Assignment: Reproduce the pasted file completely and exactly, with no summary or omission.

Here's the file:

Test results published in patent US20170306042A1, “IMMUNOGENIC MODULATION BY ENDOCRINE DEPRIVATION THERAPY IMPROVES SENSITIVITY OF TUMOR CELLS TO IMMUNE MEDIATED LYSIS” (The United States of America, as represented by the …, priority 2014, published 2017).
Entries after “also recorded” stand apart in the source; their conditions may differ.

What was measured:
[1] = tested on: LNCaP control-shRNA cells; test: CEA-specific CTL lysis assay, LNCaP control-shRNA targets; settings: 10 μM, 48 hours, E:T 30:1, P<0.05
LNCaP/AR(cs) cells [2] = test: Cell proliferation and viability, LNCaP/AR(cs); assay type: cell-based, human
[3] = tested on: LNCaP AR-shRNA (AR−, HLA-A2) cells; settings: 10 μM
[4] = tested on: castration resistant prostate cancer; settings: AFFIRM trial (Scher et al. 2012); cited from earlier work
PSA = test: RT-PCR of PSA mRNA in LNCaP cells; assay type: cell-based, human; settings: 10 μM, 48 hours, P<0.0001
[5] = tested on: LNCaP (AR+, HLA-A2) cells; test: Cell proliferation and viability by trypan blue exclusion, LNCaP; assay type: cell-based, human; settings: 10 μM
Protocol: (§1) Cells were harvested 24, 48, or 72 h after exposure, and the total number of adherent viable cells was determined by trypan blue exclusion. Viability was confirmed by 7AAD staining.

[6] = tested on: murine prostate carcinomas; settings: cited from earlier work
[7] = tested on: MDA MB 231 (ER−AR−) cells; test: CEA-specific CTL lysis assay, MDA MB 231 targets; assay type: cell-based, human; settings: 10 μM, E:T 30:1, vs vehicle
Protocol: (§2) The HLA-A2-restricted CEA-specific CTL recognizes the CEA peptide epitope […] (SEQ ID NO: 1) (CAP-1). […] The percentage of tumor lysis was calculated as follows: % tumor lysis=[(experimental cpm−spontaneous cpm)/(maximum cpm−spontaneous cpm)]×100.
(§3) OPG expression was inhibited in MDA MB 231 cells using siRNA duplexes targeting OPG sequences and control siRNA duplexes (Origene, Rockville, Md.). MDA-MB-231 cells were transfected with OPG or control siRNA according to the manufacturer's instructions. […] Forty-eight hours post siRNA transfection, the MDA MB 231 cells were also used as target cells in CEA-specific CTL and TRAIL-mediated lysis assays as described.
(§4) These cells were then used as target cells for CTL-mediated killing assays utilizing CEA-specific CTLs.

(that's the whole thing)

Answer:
Test results published in patent US20170306042A1, “IMMUNOGENIC MODULATION BY ENDOCRINE DEPRIVATION THERAPY IMPROVES SENSITIVITY OF TUMOR CELLS TO IMMUNE MEDIATED LYSIS” (The United States of America, as represented by the …, priority 2014, published 2017).
Entries after “also recorded” stand apart in the source; their conditions may differ.

What was measured:
[1] = tested on: LNCaP control-shRNA cells; test: CEA-specific CTL lysis assay, LNCaP control-shRNA targets; settings: 10 μM, 48 hours, E:T 30:1, P<0.05
LNCaP/AR(cs) cells [2] = test: Cell proliferation and viability, LNCaP/AR(cs); assay type: cell-based, human
[3] = tested on: LNCaP AR-shRNA (AR−, HLA-A2) cells; settings: 10 μM
[4] = tested on: castration resistant prostate cancer; settings: AFFIRM trial (Scher et al. 2012); cited from earlier work
PSA = test: RT-PCR of PSA mRNA in LNCaP cells; assay type: cell-based, human; settings: 10 μM, 48 hours, P<0.0001
[5] = tested on: LNCaP (AR+, HLA-A2) cells; test: Cell proliferation and viability by trypan blue exclusion, LNCaP; assay type: cell-based, human; settings: 10 μM
Protocol: (§1) Cells were harvested 24, 48, or 72 h after exposure, and the total number of adherent viable cells was determined by trypan blue exclusion. Viability was confirmed by 7AAD staining.

[6] = tested on: murine prostate carcinomas; settings: cited from earlier work
[7] = tested on: MDA MB 231 (ER−AR−) cells; test: CEA-specific CTL lysis assay, MDA MB 231 targets; assay type: cell-based, human; settings: 10 μM, E:T 30:1, vs vehicle
Protocol: (§2) The HLA-A2-restricted CEA-specific CTL recognizes the CEA peptide epitope […] (SEQ ID NO: 1) (CAP-1). […] The percentage of tumor lysis was calculated as follows: % tumor lysis=[(experimental cpm−spontaneous cpm)/(maximum cpm−spontaneous cpm)]×100.
(§3) OPG expression was inhibited in MDA MB 231 cells using siRNA duplexes targeting OPG sequences and control siRNA duplexes (Origene, Rockville, Md.). MDA-MB-231 cells were transfected with OPG or control siRNA according to the manufacturer's instructions. […] Forty-eight hours post siRNA transfection, the MDA MB 231 cells were also used as target cells in CEA-specific CTL and TRAIL-mediated lysis assays as described.
(§4) These cells were then used as target cells for CTL-mediated killing assays utilizing CEA-specific CTLs.